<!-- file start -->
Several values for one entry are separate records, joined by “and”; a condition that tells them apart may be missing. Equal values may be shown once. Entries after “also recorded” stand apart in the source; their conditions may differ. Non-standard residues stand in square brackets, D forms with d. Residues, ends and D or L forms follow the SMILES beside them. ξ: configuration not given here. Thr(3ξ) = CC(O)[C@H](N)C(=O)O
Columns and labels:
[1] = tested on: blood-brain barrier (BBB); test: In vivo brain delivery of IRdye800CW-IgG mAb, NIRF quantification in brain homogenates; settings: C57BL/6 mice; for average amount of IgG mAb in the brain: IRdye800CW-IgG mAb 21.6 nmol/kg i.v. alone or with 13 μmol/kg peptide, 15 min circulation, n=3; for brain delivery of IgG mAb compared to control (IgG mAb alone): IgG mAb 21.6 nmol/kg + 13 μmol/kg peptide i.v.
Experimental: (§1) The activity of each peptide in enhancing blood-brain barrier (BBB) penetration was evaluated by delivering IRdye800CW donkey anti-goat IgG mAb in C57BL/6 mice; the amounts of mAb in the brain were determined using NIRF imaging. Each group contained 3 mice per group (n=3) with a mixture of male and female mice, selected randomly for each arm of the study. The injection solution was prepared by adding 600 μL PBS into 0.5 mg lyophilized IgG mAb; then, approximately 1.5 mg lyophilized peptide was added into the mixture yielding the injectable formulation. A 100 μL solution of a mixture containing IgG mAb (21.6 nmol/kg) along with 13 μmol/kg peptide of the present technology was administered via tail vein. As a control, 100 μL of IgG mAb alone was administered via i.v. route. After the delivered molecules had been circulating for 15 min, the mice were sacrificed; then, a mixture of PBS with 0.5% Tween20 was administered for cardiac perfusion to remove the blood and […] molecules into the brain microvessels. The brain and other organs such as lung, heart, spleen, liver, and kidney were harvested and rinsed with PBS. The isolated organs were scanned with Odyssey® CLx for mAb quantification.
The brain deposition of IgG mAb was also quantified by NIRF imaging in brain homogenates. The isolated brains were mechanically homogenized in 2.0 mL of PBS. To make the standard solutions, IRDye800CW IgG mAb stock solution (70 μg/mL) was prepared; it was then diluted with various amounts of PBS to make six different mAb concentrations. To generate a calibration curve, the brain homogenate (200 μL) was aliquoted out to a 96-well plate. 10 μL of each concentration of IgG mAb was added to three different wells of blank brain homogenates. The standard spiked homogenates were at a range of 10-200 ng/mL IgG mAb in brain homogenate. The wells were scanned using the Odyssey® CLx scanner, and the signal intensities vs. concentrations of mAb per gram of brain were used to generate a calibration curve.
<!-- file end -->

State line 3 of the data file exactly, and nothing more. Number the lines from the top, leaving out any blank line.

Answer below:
[1] = tested on: blood-brain barrier (BBB); test: In vivo brain delivery of IRdye800CW-IgG mAb, NIRF quantification in brain homogenates; settings: C57BL/6 mice; for average amount of IgG mAb in the brain: IRdye800CW-IgG mAb 21.6 nmol/kg i.v. alone or with 13 μmol/kg peptide, 15 min circulation, n=3; for brain delivery of IgG mAb compared to control (IgG mAb alone): IgG mAb 21.6 nmol/kg + 13 μmol/kg peptide i.v.